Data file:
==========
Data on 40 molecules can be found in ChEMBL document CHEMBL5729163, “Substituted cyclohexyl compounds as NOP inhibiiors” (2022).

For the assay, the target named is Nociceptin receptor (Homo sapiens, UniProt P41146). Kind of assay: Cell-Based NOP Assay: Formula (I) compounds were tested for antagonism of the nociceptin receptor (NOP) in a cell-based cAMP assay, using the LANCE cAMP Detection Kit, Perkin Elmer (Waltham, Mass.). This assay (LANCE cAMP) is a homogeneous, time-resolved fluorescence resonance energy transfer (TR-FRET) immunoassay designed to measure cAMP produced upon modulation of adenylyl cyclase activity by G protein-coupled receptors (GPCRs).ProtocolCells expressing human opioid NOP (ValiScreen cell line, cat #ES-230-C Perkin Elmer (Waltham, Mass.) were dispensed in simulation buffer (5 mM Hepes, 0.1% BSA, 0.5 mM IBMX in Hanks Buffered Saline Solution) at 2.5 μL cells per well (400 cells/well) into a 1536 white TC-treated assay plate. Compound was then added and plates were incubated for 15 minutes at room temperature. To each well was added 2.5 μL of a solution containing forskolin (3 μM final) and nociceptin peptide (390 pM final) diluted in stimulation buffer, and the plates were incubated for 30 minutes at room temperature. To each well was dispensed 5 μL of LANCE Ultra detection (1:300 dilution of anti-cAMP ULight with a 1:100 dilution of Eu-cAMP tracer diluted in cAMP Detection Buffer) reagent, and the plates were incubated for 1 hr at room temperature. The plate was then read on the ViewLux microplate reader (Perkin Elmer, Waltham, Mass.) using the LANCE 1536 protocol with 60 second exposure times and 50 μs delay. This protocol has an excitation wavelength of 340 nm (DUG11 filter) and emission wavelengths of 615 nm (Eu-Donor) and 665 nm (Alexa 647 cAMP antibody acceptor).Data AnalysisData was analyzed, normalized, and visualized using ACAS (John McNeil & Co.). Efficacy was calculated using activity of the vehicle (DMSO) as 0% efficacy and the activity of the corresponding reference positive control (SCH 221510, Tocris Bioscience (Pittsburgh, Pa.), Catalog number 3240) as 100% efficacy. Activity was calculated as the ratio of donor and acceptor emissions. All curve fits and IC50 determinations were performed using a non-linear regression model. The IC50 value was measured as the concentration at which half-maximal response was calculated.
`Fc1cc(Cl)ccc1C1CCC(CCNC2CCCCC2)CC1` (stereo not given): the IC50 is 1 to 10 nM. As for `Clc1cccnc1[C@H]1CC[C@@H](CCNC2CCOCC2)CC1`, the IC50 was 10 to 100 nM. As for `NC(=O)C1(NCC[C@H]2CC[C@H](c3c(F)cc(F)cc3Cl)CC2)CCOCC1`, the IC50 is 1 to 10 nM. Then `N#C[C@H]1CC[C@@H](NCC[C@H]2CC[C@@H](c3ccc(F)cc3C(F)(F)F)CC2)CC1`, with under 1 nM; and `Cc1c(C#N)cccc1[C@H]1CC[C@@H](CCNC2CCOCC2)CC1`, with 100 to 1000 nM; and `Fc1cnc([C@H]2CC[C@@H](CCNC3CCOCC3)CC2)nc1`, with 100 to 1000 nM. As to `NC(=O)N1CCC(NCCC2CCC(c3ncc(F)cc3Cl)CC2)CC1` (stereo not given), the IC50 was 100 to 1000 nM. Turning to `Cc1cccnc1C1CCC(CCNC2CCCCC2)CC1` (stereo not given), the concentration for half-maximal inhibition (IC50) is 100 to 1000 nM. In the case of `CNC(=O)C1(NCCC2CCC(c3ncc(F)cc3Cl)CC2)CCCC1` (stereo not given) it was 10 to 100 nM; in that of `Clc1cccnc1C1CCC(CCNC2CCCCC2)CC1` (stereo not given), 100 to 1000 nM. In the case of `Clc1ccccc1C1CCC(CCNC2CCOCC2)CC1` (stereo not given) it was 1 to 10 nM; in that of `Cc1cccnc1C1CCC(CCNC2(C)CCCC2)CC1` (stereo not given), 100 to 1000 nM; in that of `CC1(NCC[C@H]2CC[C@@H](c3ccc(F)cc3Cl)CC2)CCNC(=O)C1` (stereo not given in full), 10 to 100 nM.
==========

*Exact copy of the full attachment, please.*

Data on 40 molecules can be found in ChEMBL document CHEMBL5729163, “Substituted cyclohexyl compounds as NOP inhibiiors” (2022).

For the assay, the target named is Nociceptin receptor (Homo sapiens, UniProt P41146). Kind of assay: Cell-Based NOP Assay: Formula (I) compounds were tested for antagonism of the nociceptin receptor (NOP) in a cell-based cAMP assay, using the LANCE cAMP Detection Kit, Perkin Elmer (Waltham, Mass.). This assay (LANCE cAMP) is a homogeneous, time-resolved fluorescence resonance energy transfer (TR-FRET) immunoassay designed to measure cAMP produced upon modulation of adenylyl cyclase activity by G protein-coupled receptors (GPCRs).ProtocolCells expressing human opioid NOP (ValiScreen cell line, cat #ES-230-C Perkin Elmer (Waltham, Mass.) were dispensed in simulation buffer (5 mM Hepes, 0.1% BSA, 0.5 mM IBMX in Hanks Buffered Saline Solution) at 2.5 μL cells per well (400 cells/well) into a 1536 white TC-treated assay plate. Compound was then added and plates were incubated for 15 minutes at room temperature. To each well was added 2.5 μL of a solution containing forskolin (3 μM final) and nociceptin peptide (390 pM final) diluted in stimulation buffer, and the plates were incubated for 30 minutes at room temperature. To each well was dispensed 5 μL of LANCE Ultra detection (1:300 dilution of anti-cAMP ULight with a 1:100 dilution of Eu-cAMP tracer diluted in cAMP Detection Buffer) reagent, and the plates were incubated for 1 hr at room temperature. The plate was then read on the ViewLux microplate reader (Perkin Elmer, Waltham, Mass.) using the LANCE 1536 protocol with 60 second exposure times and 50 μs delay. This protocol has an excitation wavelength of 340 nm (DUG11 filter) and emission wavelengths of 615 nm (Eu-Donor) and 665 nm (Alexa 647 cAMP antibody acceptor).Data AnalysisData was analyzed, normalized, and visualized using ACAS (John McNeil & Co.). Efficacy was calculated using activity of the vehicle (DMSO) as 0% efficacy and the activity of the corresponding reference positive control (SCH 221510, Tocris Bioscience (Pittsburgh, Pa.), Catalog number 3240) as 100% efficacy. Activity was calculated as the ratio of donor and acceptor emissions. All curve fits and IC50 determinations were performed using a non-linear regression model. The IC50 value was measured as the concentration at which half-maximal response was calculated.
`Fc1cc(Cl)ccc1C1CCC(CCNC2CCCCC2)CC1` (stereo not given): the IC50 is 1 to 10 nM. As for `Clc1cccnc1[C@H]1CC[C@@H](CCNC2CCOCC2)CC1`, the IC50 was 10 to 100 nM. As for `NC(=O)C1(NCC[C@H]2CC[C@H](c3c(F)cc(F)cc3Cl)CC2)CCOCC1`, the IC50 is 1 to 10 nM. Then `N#C[C@H]1CC[C@@H](NCC[C@H]2CC[C@@H](c3ccc(F)cc3C(F)(F)F)CC2)CC1`, with under 1 nM; and `Cc1c(C#N)cccc1[C@H]1CC[C@@H](CCNC2CCOCC2)CC1`, with 100 to 1000 nM; and `Fc1cnc([C@H]2CC[C@@H](CCNC3CCOCC3)CC2)nc1`, with 100 to 1000 nM. As to `NC(=O)N1CCC(NCCC2CCC(c3ncc(F)cc3Cl)CC2)CC1` (stereo not given), the IC50 was 100 to 1000 nM. Turning to `Cc1cccnc1C1CCC(CCNC2CCCCC2)CC1` (stereo not given), the concentration for half-maximal inhibition (IC50) is 100 to 1000 nM. In the case of `CNC(=O)C1(NCCC2CCC(c3ncc(F)cc3Cl)CC2)CCCC1` (stereo not given) it was 10 to 100 nM; in that of `Clc1cccnc1C1CCC(CCNC2CCCCC2)CC1` (stereo not given), 100 to 1000 nM. In the case of `Clc1ccccc1C1CCC(CCNC2CCOCC2)CC1` (stereo not given) it was 1 to 10 nM; in that of `Cc1cccnc1C1CCC(CCNC2(C)CCCC2)CC1` (stereo not given), 100 to 1000 nM; in that of `CC1(NCC[C@H]2CC[C@@H](c3ccc(F)cc3Cl)CC2)CCNC(=O)C1` (stereo not given in full), 10 to 100 nM.